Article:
Every year, teachers spend nine to ten months educating students on many subjects. Of the many subjects, history, in particular, requires a good visualization of the events discussed to successfully understand the subject. However, many students are taught to memorize historical events. Reading and writing about a topic does not necessarily mean visualizing what is being taught. The teachers in our school try their best to give us visual examples while we are learning about something. They leave it to our imagination and interpretation, but we as students are sometimes curious to know what a fort used for war or battlefield looked like. To fulfill that curiosity, our school offered a week-long trip to Washington D.C. and New York to see America’s history. The trip provided us with visuals to link our knowledge and gave us a once in a lifetime opportunity to live America’s history. For example, we were told that America’s first president, George Washington, had a huge and extravagant house in Virginia called Mount Vernon. We were shown pictures of it, but we could only imagine what it would look like in reality, as pictures can only take you so far. On the very first day of the trip, we were taken to Mount Vernon, and whatever I had learned about it, I was able to connect to what I saw. By seeing it in person, I truly understood what living conditions were like for a president living in the 18th century. The experience added so many dimensions to the textbook’s information, since I could finally visualize what the textbook was saying.
Another topic, which happens to be taken very seriously in Texas where I live, is slavery. Slavery, like Mount Vernon, needs to be seen and experienced to get the right perception. I always knew how unpleasant slavery was, but when I saw the slave quarters at Mount Vernon, I realized how bad conditions were for a slave at that time. To learn that slave quarters were half the size of my bathroom and had no amenities made a huge impact on my cognition. Experiencing what was taught during the school year helped me develop a deeper understanding of the history and gave us students a reliable visual to link our schooling. Learning and hearing about historical places, events, and people is beneficial, but to see and live what we learned provided us with so much more experience about the topics.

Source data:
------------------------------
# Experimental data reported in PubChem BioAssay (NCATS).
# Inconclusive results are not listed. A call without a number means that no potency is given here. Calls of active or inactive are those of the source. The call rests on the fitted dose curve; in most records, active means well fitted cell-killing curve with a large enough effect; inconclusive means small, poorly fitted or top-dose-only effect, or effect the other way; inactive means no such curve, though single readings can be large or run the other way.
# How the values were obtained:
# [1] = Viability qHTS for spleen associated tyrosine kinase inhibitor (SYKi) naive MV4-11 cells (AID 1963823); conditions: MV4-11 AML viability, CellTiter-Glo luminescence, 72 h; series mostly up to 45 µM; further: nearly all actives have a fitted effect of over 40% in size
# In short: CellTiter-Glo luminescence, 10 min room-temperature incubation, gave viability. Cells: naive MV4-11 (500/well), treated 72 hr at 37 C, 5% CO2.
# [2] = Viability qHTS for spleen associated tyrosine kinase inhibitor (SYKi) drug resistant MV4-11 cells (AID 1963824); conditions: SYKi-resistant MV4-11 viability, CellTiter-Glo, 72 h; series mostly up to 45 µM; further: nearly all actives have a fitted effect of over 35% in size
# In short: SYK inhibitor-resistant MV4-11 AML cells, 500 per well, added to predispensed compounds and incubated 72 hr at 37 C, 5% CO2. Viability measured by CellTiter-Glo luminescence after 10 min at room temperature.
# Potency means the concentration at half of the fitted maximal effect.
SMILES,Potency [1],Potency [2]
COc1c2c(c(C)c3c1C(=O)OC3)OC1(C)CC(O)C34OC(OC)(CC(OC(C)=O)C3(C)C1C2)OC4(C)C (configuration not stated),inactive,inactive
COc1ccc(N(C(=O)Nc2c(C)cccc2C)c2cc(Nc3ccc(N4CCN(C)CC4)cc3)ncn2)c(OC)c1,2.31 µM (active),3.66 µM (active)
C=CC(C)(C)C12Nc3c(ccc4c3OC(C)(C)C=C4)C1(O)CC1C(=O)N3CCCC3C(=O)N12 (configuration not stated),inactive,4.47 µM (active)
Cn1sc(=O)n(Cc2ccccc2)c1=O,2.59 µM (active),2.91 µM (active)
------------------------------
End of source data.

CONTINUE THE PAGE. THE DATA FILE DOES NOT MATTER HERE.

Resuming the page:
Seeing the various things we learned helped me grasp the history more effectively. We also got exposure to the conditions soldiers faced during the world war, how presidents were assassinated, how slaves could escape, and how people managed back in the day. This trip helped me learn more, experience more, and visualize more. Just one week made nine months of learning worthwhile, and seeing things in person made all the difference.
The author is a 9th grader in Allen/Dallas, Texas. She loves to read, write, and play football in her free time. She can be reached at firstname.lastname@example.org.